For 20 years, the U.S. National Aeronautics and Space Administration (NASA)'s Jet Propulsion Laboratory (JPL) has been perfecting the Deep Space Atomic Clock (DSAC), an instrument perfect for deep space exploration.
In deep space, accurate timekeeping is vital to navigation, but many spacecraft lack precise timepieces on board. The DSAC project aims to provide accurate onboard timekeeping for future missions.
"Navigating in deep space requires measuring vast distances using our knowledge of how radio signals propagate in space," Todd Ely of JPL was quoted as saying in a news release.
"Navigating routinely requires distance measurements accurate to a meter or better. Since radio signals travel at the speed of light, that means we need to measure their time-of-flight to a precision of a few nanoseconds. Atomic clocks have done this routinely on the ground for decades. Doing this in space is what DSAC is all about."
Currently, most space missions rely on ground-based antennas paired with atomic clocks for navigation. Researchers use the difference in time between sending a signal and receiving a response to calculate the spacecraft's location, velocity and path.
Ground antennas send narrowly focused signals to spacecraft, which, in turn, return the signal. A ground station must wait for the spacecraft to return a signal, so a station can only track one spacecraft at a time.
This method, though reliable, is not efficient enough.
By using the new technology, spacecraft would no longer have to rely on two-way tracking, according to JPL. A spacecraft could use a signal sent from Earth to calculate position without returning the signal and waiting for commands from the ground, a process that can take hours.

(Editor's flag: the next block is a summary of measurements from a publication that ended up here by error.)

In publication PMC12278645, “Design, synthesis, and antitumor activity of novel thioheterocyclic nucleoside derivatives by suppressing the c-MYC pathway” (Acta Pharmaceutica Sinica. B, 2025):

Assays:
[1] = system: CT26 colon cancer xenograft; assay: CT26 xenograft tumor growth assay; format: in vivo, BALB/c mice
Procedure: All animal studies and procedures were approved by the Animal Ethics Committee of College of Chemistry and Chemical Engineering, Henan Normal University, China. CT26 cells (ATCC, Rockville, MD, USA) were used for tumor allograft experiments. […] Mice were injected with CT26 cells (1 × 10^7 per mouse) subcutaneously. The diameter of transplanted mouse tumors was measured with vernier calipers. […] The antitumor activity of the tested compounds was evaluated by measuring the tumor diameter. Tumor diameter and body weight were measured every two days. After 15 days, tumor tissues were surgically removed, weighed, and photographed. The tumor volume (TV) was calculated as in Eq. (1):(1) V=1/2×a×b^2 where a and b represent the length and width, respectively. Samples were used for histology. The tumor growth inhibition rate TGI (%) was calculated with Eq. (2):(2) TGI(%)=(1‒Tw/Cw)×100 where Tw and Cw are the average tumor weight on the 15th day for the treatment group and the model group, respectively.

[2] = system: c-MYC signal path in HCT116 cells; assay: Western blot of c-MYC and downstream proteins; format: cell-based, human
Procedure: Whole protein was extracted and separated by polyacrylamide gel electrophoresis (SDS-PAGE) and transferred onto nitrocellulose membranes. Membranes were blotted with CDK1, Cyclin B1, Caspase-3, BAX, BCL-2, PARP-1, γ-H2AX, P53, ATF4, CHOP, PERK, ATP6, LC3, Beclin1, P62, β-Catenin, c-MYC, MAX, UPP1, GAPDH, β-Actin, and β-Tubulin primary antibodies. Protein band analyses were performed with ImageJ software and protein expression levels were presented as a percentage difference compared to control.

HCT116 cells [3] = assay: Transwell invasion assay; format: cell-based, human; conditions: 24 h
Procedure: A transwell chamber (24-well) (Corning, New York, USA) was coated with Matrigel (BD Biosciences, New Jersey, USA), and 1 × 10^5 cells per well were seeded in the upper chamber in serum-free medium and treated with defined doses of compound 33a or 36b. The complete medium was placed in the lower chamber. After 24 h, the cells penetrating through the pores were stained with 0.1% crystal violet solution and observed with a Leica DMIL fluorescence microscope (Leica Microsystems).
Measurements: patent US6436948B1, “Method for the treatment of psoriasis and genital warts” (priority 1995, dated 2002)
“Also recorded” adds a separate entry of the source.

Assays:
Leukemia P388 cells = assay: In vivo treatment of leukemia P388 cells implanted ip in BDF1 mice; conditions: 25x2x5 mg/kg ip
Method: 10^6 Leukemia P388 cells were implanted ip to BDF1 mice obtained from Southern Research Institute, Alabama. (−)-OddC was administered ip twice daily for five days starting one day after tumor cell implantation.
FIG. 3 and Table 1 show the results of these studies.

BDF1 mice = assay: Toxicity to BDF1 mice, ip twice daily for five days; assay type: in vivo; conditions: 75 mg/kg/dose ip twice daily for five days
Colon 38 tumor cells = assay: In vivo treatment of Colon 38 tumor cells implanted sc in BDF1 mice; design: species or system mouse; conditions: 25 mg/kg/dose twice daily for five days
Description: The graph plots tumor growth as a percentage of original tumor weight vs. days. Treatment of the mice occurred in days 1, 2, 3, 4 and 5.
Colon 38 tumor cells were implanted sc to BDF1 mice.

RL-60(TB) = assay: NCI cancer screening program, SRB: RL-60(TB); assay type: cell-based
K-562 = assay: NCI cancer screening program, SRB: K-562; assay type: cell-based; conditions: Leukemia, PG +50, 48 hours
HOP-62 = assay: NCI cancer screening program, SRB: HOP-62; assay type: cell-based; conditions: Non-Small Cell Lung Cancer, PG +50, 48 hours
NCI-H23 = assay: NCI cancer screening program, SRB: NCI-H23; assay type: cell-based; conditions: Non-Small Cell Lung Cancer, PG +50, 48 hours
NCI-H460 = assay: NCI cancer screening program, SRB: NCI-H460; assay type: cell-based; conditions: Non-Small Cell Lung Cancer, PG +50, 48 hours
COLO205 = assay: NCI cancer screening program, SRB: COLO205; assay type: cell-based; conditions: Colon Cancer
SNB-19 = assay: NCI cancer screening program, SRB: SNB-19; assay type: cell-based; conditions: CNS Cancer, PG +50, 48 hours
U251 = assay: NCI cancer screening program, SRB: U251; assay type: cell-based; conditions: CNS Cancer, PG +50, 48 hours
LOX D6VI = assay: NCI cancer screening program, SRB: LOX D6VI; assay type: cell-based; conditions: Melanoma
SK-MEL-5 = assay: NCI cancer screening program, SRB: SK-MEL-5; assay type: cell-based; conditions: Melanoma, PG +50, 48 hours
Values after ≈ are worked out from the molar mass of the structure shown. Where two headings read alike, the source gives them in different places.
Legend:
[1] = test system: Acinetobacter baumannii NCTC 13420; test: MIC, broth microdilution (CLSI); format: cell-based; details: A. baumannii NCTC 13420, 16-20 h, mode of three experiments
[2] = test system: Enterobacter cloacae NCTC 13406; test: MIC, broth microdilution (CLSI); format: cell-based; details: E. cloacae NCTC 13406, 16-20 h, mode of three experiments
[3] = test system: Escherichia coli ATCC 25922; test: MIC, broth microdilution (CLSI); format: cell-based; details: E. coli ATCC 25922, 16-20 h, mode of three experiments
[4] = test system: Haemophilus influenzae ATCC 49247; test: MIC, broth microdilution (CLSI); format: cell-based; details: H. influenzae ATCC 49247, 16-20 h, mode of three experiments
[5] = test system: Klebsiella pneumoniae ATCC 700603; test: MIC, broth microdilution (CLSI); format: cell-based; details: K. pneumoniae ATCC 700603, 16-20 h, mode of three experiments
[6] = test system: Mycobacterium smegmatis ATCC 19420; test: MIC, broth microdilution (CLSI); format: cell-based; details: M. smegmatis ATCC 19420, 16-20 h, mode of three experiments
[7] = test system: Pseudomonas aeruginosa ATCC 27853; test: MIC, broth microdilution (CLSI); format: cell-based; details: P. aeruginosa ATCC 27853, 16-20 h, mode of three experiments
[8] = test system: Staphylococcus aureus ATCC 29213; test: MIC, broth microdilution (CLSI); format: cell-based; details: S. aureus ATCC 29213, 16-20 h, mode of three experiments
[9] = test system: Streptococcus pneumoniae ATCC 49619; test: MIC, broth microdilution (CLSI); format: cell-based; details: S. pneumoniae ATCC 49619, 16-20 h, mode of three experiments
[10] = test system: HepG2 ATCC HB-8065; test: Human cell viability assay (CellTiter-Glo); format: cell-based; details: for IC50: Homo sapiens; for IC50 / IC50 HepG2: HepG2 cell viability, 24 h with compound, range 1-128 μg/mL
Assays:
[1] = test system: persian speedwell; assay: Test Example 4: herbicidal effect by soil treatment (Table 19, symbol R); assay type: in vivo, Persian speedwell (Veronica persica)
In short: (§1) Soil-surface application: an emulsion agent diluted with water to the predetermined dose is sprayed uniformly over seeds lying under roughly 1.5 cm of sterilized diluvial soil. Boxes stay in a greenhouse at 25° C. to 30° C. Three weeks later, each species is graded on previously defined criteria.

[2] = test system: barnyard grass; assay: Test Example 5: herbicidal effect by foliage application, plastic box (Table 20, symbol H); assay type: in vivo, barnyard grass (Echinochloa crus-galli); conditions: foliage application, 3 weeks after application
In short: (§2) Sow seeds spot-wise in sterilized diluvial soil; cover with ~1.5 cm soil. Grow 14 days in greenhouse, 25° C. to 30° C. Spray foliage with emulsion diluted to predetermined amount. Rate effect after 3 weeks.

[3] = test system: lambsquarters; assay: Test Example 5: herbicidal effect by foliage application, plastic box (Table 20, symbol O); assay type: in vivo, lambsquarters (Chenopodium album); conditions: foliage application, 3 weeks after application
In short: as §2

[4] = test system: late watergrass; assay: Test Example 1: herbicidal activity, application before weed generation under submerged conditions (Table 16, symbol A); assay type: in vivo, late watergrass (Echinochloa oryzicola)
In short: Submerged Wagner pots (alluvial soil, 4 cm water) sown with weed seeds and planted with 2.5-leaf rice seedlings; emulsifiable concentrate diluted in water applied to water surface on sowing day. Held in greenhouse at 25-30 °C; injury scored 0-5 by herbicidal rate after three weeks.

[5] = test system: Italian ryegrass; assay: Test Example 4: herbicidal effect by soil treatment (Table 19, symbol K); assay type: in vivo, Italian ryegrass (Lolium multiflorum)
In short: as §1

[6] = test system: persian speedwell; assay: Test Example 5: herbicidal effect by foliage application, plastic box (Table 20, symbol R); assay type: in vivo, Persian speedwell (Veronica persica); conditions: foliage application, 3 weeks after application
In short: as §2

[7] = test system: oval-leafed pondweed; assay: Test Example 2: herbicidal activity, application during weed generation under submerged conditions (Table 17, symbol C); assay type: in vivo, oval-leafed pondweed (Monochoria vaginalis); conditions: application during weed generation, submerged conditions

Additionally, the new way would allow ground stations to track multiple satellites at once near crowded areas like Mars. In certain scenarios, the accuracy of that tracking data would exceed traditional methods by a factor of five.
DSAC is an advanced prototype of a small, low-mass atomic clock based on mercury-ion trap technology. Once DSAC has proved its mettle, future missions can use its technology enhancements. The atomic clocks at ground stations in NASA's Deep Space Network are about the size of a small refrigerator.
The DSAC test flight will take this technology from the laboratory to the space environment. According to JPL, the DSAC mission in orbit will use the navigation signals from U.S. GPS coupled with precise knowledge of GPS satellite orbits and clocks to confirm DSAC's performance.
Technologies aboard DSAC could also improve GPS clock stability and, in turn, the service GPS provides to users worldwide.
Ground-based test results have shown DSAC to be upwards of 50 times more stable than the atomic clocks currently flown on GPS. DSAC promises to be the most stable navigation space clock ever flown, said a news release from JPL.
"We have lofty goals for improving deep space navigation and science using DSAC," said Ely. "It could have a real and immediate impact for everyone here on Earth if it's used to ensure the availability and continued performance of the GPS system."